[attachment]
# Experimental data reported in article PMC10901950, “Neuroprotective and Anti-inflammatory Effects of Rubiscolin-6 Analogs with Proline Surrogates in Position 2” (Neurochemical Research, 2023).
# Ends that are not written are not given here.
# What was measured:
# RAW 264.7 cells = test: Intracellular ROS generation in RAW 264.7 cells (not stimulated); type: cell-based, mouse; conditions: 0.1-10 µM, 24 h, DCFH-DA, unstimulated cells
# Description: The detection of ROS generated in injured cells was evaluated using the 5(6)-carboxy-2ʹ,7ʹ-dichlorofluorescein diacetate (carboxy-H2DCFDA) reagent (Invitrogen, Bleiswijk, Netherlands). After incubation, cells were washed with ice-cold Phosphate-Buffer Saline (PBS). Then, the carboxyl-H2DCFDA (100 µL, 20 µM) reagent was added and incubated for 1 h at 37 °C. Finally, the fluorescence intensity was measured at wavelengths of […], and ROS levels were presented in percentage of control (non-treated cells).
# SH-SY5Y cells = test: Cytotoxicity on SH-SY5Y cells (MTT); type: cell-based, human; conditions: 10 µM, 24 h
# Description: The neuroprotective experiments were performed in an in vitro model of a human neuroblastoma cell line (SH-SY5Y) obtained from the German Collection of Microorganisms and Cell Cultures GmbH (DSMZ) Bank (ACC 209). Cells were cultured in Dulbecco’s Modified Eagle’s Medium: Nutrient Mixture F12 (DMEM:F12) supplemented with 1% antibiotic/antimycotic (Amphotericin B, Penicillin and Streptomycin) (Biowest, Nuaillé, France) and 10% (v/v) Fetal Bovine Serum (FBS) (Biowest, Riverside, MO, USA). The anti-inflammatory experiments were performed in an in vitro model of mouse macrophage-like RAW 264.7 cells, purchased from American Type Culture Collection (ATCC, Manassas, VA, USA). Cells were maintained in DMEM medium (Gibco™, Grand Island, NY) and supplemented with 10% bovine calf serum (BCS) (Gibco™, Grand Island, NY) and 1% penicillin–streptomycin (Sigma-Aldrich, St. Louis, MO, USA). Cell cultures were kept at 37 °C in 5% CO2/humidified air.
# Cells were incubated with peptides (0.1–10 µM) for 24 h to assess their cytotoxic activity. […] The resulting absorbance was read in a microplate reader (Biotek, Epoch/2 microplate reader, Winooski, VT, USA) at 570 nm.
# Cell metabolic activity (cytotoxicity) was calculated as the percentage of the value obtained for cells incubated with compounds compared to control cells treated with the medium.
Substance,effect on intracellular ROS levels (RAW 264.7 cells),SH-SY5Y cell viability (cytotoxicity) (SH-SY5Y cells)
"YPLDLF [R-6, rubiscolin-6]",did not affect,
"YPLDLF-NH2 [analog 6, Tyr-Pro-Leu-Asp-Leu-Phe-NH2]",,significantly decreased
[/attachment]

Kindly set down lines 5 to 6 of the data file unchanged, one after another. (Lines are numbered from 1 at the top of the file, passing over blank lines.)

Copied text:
# Description: The detection of ROS generated in injured cells was evaluated using the 5(6)-carboxy-2ʹ,7ʹ-dichlorofluorescein diacetate (carboxy-H2DCFDA) reagent (Invitrogen, Bleiswijk, Netherlands). After incubation, cells were washed with ice-cold Phosphate-Buffer Saline (PBS). Then, the carboxyl-H2DCFDA (100 µL, 20 µM) reagent was added and incubated for 1 h at 37 °C. Finally, the fluorescence intensity was measured at wavelengths of […], and ROS levels were presented in percentage of control (non-treated cells).
# SH-SY5Y cells = test: Cytotoxicity on SH-SY5Y cells (MTT); type: cell-based, human; conditions: 10 µM, 24 h